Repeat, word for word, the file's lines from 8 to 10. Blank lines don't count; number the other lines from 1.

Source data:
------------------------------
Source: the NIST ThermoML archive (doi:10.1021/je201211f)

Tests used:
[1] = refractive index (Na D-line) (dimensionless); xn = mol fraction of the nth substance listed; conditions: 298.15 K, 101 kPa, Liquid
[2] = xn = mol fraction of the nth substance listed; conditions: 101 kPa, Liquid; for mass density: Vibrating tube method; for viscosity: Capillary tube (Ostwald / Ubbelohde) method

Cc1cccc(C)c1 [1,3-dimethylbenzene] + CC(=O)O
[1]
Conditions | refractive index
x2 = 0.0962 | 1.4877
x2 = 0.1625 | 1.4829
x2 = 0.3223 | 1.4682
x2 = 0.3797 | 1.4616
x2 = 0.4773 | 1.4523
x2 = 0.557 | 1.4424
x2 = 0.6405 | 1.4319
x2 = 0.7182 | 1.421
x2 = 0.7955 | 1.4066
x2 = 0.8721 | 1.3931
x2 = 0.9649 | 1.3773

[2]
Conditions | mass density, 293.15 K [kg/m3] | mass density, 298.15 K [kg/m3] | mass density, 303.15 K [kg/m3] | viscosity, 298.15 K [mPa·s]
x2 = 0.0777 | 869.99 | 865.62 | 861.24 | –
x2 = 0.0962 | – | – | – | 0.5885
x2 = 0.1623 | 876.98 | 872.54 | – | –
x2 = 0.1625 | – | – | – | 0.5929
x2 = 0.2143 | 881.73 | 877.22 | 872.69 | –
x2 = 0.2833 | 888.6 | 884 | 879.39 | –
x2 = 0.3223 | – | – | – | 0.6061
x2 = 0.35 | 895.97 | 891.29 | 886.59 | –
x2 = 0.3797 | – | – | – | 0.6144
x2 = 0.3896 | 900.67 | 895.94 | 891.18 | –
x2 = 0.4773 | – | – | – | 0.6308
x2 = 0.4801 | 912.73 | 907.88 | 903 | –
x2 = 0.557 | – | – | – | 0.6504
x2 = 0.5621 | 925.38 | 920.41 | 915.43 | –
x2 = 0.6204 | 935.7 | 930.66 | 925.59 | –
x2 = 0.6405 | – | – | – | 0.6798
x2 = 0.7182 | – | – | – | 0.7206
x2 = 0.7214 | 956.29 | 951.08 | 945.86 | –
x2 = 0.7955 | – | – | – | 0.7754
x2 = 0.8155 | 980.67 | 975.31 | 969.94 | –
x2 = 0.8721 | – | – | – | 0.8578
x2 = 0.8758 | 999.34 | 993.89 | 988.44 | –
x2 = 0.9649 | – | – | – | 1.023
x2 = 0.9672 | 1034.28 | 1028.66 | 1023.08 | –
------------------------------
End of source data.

x2 = 0.0962 | 1.4877
x2 = 0.1625 | 1.4829
x2 = 0.3223 | 1.4682